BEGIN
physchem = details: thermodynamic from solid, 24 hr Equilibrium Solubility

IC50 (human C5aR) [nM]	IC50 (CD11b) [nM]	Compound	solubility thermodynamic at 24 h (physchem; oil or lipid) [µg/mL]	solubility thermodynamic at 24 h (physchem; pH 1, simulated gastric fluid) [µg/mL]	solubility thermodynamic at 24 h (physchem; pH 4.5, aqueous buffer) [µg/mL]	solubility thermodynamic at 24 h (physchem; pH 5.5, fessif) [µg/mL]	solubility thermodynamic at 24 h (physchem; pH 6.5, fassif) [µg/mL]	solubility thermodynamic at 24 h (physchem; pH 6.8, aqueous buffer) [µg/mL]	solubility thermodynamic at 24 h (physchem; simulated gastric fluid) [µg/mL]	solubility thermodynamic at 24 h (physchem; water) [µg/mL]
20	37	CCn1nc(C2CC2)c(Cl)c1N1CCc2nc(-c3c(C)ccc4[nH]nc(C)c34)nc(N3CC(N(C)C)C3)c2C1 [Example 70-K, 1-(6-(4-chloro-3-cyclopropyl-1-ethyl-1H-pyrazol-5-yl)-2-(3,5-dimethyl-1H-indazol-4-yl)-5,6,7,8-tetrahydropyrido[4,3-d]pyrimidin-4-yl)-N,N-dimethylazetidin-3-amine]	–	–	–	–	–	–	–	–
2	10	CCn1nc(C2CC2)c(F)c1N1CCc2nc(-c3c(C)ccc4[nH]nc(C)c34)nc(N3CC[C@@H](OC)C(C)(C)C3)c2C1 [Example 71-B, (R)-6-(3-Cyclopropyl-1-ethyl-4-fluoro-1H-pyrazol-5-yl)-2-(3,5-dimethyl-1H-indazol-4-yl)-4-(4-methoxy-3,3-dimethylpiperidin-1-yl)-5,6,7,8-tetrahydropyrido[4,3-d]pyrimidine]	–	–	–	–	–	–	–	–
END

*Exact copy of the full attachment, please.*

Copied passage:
physchem = details: thermodynamic from solid, 24 hr Equilibrium Solubility

IC50 (human C5aR) [nM]	IC50 (CD11b) [nM]	Compound	solubility thermodynamic at 24 h (physchem; oil or lipid) [µg/mL]	solubility thermodynamic at 24 h (physchem; pH 1, simulated gastric fluid) [µg/mL]	solubility thermodynamic at 24 h (physchem; pH 4.5, aqueous buffer) [µg/mL]	solubility thermodynamic at 24 h (physchem; pH 5.5, fessif) [µg/mL]	solubility thermodynamic at 24 h (physchem; pH 6.5, fassif) [µg/mL]	solubility thermodynamic at 24 h (physchem; pH 6.8, aqueous buffer) [µg/mL]	solubility thermodynamic at 24 h (physchem; simulated gastric fluid) [µg/mL]	solubility thermodynamic at 24 h (physchem; water) [µg/mL]
20	37	CCn1nc(C2CC2)c(Cl)c1N1CCc2nc(-c3c(C)ccc4[nH]nc(C)c34)nc(N3CC(N(C)C)C3)c2C1 [Example 70-K, 1-(6-(4-chloro-3-cyclopropyl-1-ethyl-1H-pyrazol-5-yl)-2-(3,5-dimethyl-1H-indazol-4-yl)-5,6,7,8-tetrahydropyrido[4,3-d]pyrimidin-4-yl)-N,N-dimethylazetidin-3-amine]	–	–	–	–	–	–	–	–
2	10	CCn1nc(C2CC2)c(F)c1N1CCc2nc(-c3c(C)ccc4[nH]nc(C)c34)nc(N3CC[C@@H](OC)C(C)(C)C3)c2C1 [Example 71-B, (R)-6-(3-Cyclopropyl-1-ethyl-4-fluoro-1H-pyrazol-5-yl)-2-(3,5-dimethyl-1H-indazol-4-yl)-4-(4-methoxy-3,3-dimethylpiperidin-1-yl)-5,6,7,8-tetrahydropyrido[4,3-d]pyrimidine]	–	–	–	–	–	–	–	–